Leah Libresco Sargeant, a Catholic convert and writer who describes her views as roughly in line with that of the American Solidarity Party, which combines a focus on economic and social justice with opposition to abortion, capital punishment and euthanasia, rejects capitalist notions of human freedom.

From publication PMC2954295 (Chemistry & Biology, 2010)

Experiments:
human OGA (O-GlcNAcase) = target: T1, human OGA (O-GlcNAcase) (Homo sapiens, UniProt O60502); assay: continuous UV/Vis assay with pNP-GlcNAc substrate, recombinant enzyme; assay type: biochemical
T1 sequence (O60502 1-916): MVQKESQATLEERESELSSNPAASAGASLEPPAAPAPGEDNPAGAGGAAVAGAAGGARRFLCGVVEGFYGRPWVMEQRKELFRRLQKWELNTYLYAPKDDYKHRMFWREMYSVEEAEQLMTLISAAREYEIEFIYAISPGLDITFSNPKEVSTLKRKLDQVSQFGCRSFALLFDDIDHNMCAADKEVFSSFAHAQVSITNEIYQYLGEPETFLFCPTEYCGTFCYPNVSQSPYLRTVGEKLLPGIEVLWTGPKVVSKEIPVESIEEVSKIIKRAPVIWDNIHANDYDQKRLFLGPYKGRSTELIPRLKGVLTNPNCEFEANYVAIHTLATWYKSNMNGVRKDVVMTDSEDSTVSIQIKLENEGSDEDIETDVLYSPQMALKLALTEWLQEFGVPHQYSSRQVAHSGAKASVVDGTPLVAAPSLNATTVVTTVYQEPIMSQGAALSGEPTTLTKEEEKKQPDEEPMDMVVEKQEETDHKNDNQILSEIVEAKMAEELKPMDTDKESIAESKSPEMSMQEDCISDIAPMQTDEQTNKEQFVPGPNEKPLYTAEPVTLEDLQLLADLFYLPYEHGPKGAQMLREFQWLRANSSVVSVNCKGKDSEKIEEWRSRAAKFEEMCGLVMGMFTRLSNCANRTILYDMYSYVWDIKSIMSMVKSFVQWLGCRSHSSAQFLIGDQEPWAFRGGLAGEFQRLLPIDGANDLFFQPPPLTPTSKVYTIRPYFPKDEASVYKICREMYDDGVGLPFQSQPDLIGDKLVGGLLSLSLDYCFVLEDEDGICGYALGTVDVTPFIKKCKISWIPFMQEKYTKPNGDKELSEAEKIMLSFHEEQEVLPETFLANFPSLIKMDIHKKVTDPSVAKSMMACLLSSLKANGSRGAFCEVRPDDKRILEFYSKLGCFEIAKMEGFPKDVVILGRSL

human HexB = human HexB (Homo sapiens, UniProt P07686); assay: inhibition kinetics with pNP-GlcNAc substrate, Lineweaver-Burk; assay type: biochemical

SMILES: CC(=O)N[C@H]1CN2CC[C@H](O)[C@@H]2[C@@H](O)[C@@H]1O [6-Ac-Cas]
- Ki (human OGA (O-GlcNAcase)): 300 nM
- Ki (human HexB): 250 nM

In my own boomer evolution, I eventually came to see a religious life based mostly on the beauty of old and essentially unliving liturgical traditions as a sort of idolatry that represented, at best, an escape from the true and sometimes aesthetically unsatisfying demands of being Christian in an imperfect world. I drifted from Anglo-Catholicism — a 19th-century English reimagining of a 16th-century English religious compromise — toward the plain American creed of the Disciples of Christ, who celebrate communion weekly but without the “bells and smells” I still miss. We don’t necessarily deal with the challenges of modern society any better than others, but do try to cherish America’s distinctive contribution to Christianity: pluralism that reserves to voluntary communities the right to hold wildly divergent notions of how to live with oneself and each other. Dogmatists are offended by it, and aesthetes find it boring, and it doesn’t offer the revealed and transcendent truth many who are struggling through a pandemic crave. But in the long history of Christianity, pluralism is perhaps the Weirdest idea of all.